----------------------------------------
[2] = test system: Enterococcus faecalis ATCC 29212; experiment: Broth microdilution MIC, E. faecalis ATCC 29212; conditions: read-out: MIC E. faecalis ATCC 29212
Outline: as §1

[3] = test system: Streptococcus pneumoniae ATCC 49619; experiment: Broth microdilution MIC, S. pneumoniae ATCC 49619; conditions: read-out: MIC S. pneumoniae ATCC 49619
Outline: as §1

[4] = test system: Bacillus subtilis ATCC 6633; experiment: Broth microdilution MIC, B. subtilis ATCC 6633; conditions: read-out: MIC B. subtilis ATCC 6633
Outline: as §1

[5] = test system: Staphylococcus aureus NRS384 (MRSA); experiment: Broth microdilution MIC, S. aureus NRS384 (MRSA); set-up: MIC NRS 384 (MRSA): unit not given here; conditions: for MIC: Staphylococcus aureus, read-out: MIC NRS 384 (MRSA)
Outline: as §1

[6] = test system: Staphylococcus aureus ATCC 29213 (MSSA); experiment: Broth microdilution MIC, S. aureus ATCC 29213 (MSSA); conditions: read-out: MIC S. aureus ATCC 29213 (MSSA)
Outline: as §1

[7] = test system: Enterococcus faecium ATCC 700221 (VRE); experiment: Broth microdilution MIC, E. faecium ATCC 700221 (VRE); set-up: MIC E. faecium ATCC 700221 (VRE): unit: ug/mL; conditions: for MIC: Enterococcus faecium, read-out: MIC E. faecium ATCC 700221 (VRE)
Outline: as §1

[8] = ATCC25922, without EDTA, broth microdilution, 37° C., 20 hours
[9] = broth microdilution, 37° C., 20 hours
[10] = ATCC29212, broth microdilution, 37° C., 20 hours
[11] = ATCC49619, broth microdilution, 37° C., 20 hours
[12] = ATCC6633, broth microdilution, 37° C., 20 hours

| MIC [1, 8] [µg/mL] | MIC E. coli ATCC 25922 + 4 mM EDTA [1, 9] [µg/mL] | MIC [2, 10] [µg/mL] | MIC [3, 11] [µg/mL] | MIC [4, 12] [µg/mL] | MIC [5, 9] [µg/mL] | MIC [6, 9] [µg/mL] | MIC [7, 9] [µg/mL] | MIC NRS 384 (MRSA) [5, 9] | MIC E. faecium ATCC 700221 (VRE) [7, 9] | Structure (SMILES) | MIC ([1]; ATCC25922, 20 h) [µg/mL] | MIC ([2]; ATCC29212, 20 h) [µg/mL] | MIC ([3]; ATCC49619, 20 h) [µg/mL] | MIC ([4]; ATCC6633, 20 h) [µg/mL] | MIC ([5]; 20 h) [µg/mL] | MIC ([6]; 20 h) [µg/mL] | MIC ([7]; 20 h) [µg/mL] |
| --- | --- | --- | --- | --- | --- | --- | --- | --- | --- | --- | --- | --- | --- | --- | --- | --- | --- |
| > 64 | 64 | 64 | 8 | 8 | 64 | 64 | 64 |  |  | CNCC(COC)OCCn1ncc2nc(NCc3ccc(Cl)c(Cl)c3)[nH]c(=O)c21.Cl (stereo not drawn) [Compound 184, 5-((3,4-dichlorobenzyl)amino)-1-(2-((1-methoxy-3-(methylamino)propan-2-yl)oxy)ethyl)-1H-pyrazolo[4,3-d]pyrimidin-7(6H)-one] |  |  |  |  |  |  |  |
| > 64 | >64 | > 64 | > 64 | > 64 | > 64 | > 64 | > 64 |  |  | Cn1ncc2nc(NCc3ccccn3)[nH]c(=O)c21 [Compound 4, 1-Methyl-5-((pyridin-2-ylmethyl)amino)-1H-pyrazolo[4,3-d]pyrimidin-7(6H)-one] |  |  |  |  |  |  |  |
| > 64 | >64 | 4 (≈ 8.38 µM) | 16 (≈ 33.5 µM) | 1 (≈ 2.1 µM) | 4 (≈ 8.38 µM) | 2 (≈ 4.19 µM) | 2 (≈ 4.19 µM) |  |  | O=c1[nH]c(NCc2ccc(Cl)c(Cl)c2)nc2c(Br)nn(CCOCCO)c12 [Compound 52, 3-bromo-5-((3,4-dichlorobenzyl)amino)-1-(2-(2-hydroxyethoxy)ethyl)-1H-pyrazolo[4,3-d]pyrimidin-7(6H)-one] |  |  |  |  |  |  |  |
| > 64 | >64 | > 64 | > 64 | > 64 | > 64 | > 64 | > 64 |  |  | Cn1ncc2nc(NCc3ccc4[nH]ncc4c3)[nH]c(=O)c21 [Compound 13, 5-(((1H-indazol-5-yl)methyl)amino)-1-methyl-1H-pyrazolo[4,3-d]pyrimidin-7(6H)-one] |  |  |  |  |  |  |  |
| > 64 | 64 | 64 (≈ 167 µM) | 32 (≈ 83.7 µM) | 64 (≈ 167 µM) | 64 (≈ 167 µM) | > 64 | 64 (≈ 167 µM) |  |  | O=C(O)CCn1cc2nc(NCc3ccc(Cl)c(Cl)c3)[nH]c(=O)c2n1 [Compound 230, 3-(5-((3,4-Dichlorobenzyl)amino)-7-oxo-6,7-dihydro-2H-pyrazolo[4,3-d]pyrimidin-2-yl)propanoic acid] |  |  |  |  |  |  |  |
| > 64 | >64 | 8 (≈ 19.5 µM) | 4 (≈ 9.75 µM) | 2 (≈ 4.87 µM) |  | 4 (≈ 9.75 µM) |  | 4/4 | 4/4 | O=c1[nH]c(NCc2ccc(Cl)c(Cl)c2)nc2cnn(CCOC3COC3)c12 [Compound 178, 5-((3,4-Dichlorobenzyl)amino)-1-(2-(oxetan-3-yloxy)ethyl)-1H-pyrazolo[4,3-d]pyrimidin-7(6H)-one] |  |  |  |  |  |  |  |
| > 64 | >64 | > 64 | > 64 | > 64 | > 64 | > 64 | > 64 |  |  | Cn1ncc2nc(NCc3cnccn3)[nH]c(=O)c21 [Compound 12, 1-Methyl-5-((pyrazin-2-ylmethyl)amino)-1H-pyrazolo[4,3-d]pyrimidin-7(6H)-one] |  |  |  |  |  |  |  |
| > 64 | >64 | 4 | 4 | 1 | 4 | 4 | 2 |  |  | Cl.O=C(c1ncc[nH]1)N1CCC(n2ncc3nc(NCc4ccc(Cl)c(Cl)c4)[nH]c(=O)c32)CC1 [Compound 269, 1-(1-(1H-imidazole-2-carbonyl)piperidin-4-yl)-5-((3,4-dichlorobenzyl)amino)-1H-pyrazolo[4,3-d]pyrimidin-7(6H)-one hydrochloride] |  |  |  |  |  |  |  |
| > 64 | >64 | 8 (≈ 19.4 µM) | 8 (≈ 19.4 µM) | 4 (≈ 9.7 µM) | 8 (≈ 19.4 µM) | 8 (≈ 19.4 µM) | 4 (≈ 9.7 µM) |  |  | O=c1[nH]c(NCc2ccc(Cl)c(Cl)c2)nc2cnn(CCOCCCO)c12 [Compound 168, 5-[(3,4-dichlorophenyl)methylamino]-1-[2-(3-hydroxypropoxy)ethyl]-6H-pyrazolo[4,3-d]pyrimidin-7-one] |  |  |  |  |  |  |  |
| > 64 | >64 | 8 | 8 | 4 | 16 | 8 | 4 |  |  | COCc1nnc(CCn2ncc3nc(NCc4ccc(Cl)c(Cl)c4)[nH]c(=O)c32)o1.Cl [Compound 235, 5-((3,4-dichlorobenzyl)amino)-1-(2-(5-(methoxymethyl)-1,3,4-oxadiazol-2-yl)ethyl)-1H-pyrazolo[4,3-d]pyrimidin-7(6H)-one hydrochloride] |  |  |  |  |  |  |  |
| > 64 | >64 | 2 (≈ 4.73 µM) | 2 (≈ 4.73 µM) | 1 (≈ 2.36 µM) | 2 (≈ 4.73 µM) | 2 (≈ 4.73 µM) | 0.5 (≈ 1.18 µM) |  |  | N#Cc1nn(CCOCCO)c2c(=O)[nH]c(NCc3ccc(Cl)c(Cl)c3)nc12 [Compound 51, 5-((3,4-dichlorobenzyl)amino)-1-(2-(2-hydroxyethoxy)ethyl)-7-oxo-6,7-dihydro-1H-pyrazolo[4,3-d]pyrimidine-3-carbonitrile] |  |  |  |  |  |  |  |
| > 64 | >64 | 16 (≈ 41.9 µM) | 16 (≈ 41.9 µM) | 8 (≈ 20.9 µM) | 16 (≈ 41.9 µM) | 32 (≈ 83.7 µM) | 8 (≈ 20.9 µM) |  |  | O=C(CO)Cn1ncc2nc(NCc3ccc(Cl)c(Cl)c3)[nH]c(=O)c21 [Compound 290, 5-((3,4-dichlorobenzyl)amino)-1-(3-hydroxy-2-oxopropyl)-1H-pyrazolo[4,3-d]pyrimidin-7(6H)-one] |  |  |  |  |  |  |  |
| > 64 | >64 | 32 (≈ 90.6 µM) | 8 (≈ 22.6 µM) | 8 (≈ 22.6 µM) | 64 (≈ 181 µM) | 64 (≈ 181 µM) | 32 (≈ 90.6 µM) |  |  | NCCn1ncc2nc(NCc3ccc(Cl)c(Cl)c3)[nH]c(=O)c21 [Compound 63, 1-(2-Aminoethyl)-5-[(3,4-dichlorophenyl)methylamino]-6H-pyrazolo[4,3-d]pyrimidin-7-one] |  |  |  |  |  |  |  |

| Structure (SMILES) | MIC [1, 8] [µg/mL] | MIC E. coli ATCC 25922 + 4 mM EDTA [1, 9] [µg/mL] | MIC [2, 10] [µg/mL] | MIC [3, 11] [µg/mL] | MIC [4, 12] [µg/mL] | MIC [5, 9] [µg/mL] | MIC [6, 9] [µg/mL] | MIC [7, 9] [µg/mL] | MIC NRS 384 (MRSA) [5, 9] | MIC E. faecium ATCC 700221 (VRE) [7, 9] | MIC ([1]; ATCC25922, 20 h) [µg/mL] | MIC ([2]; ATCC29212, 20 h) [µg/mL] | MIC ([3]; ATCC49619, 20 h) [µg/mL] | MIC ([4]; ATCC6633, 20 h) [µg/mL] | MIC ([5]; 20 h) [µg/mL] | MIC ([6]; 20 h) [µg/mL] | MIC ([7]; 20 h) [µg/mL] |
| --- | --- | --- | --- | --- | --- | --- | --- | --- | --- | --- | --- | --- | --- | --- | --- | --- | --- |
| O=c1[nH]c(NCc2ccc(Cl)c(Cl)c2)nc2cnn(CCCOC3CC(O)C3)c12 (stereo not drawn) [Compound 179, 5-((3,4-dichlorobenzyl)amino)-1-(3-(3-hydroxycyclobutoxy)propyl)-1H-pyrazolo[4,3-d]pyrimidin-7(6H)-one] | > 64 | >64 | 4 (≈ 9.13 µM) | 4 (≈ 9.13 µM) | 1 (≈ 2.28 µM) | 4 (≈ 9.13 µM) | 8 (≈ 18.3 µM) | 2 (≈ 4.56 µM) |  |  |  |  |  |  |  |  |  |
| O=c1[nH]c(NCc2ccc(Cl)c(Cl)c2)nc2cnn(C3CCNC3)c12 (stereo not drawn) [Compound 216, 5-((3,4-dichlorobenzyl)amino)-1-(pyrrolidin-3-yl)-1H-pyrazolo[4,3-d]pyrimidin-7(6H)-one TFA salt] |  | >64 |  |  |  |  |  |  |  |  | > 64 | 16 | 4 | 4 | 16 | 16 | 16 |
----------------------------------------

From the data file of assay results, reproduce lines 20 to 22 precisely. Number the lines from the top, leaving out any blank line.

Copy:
| > 64 | 64 | 64 | 8 | 8 | 64 | 64 | 64 |  |  | CNCC(COC)OCCn1ncc2nc(NCc3ccc(Cl)c(Cl)c3)[nH]c(=O)c21.Cl (stereo not drawn) [Compound 184, 5-((3,4-dichlorobenzyl)amino)-1-(2-((1-methoxy-3-(methylamino)propan-2-yl)oxy)ethyl)-1H-pyrazolo[4,3-d]pyrimidin-7(6H)-one] |  |  |  |  |  |  |  |
| > 64 | >64 | > 64 | > 64 | > 64 | > 64 | > 64 | > 64 |  |  | Cn1ncc2nc(NCc3ccccn3)[nH]c(=O)c21 [Compound 4, 1-Methyl-5-((pyridin-2-ylmethyl)amino)-1H-pyrazolo[4,3-d]pyrimidin-7(6H)-one] |  |  |  |  |  |  |  |
| > 64 | >64 | 4 (≈ 8.38 µM) | 16 (≈ 33.5 µM) | 1 (≈ 2.1 µM) | 4 (≈ 8.38 µM) | 2 (≈ 4.19 µM) | 2 (≈ 4.19 µM) |  |  | O=c1[nH]c(NCc2ccc(Cl)c(Cl)c2)nc2c(Br)nn(CCOCCO)c12 [Compound 52, 3-bromo-5-((3,4-dichlorobenzyl)amino)-1-(2-(2-hydroxyethoxy)ethyl)-1H-pyrazolo[4,3-d]pyrimidin-7(6H)-one] |  |  |  |  |  |  |  |